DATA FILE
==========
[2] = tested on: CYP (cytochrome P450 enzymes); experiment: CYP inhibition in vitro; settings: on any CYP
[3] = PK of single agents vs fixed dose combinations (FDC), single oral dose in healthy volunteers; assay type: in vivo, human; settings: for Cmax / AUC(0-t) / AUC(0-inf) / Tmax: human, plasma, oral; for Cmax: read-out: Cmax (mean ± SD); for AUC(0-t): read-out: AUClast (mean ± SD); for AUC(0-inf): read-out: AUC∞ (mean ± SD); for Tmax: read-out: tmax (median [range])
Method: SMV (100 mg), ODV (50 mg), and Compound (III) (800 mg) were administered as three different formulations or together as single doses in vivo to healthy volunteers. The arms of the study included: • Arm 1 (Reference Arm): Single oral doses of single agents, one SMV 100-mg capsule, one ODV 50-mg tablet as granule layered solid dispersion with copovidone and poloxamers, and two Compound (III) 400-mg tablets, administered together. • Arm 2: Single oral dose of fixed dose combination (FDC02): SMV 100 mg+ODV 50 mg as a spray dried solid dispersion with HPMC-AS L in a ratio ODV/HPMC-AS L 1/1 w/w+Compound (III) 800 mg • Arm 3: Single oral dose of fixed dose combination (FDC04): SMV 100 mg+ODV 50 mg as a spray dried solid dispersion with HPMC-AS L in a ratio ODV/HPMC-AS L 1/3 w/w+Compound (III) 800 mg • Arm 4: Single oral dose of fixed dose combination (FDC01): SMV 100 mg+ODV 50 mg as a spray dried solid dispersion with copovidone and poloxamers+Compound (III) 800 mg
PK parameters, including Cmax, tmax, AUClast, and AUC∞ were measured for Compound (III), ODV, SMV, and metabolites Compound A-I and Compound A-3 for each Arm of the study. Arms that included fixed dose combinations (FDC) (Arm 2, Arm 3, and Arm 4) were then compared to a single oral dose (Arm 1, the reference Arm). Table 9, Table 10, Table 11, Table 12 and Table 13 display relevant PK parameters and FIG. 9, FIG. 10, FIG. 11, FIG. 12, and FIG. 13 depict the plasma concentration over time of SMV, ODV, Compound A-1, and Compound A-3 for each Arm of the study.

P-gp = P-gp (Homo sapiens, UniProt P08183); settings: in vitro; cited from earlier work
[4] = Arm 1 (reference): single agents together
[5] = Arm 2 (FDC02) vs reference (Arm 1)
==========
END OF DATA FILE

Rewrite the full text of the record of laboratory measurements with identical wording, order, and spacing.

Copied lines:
[2] = tested on: CYP (cytochrome P450 enzymes); experiment: CYP inhibition in vitro; settings: on any CYP
[3] = PK of single agents vs fixed dose combinations (FDC), single oral dose in healthy volunteers; assay type: in vivo, human; settings: for Cmax / AUC(0-t) / AUC(0-inf) / Tmax: human, plasma, oral; for Cmax: read-out: Cmax (mean ± SD); for AUC(0-t): read-out: AUClast (mean ± SD); for AUC(0-inf): read-out: AUC∞ (mean ± SD); for Tmax: read-out: tmax (median [range])
Method: SMV (100 mg), ODV (50 mg), and Compound (III) (800 mg) were administered as three different formulations or together as single doses in vivo to healthy volunteers. The arms of the study included: • Arm 1 (Reference Arm): Single oral doses of single agents, one SMV 100-mg capsule, one ODV 50-mg tablet as granule layered solid dispersion with copovidone and poloxamers, and two Compound (III) 400-mg tablets, administered together. • Arm 2: Single oral dose of fixed dose combination (FDC02): SMV 100 mg+ODV 50 mg as a spray dried solid dispersion with HPMC-AS L in a ratio ODV/HPMC-AS L 1/1 w/w+Compound (III) 800 mg • Arm 3: Single oral dose of fixed dose combination (FDC04): SMV 100 mg+ODV 50 mg as a spray dried solid dispersion with HPMC-AS L in a ratio ODV/HPMC-AS L 1/3 w/w+Compound (III) 800 mg • Arm 4: Single oral dose of fixed dose combination (FDC01): SMV 100 mg+ODV 50 mg as a spray dried solid dispersion with copovidone and poloxamers+Compound (III) 800 mg
PK parameters, including Cmax, tmax, AUClast, and AUC∞ were measured for Compound (III), ODV, SMV, and metabolites Compound A-I and Compound A-3 for each Arm of the study. Arms that included fixed dose combinations (FDC) (Arm 2, Arm 3, and Arm 4) were then compared to a single oral dose (Arm 1, the reference Arm). Table 9, Table 10, Table 11, Table 12 and Table 13 display relevant PK parameters and FIG. 9, FIG. 10, FIG. 11, FIG. 12, and FIG. 13 depict the plasma concentration over time of SMV, ODV, Compound A-1, and Compound A-3 for each Arm of the study.

P-gp = P-gp (Homo sapiens, UniProt P08183); settings: in vitro; cited from earlier work
[4] = Arm 1 (reference): single agents together
[5] = Arm 2 (FDC02) vs reference (Arm 1)